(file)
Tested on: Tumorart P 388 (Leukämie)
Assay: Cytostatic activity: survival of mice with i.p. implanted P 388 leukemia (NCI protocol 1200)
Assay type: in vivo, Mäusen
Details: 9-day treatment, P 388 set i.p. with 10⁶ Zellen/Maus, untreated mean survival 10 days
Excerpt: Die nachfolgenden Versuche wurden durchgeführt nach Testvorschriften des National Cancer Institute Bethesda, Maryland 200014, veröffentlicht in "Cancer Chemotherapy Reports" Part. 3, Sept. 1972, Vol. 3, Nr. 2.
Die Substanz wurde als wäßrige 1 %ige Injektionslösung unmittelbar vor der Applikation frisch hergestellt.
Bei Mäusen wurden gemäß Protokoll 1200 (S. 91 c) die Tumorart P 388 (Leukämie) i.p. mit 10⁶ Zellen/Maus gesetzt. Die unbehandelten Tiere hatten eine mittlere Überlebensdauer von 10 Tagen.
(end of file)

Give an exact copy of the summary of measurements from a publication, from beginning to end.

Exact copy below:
Tested on: Tumorart P 388 (Leukämie)
Assay: Cytostatic activity: survival of mice with i.p. implanted P 388 leukemia (NCI protocol 1200)
Assay type: in vivo, Mäusen
Details: 9-day treatment, P 388 set i.p. with 10⁶ Zellen/Maus, untreated mean survival 10 days
Excerpt: Die nachfolgenden Versuche wurden durchgeführt nach Testvorschriften des National Cancer Institute Bethesda, Maryland 200014, veröffentlicht in "Cancer Chemotherapy Reports" Part. 3, Sept. 1972, Vol. 3, Nr. 2.
Die Substanz wurde als wäßrige 1 %ige Injektionslösung unmittelbar vor der Applikation frisch hergestellt.
Bei Mäusen wurden gemäß Protokoll 1200 (S. 91 c) die Tumorart P 388 (Leukämie) i.p. mit 10⁶ Zellen/Maus gesetzt. Die unbehandelten Tiere hatten eine mittlere Überlebensdauer von 10 Tagen.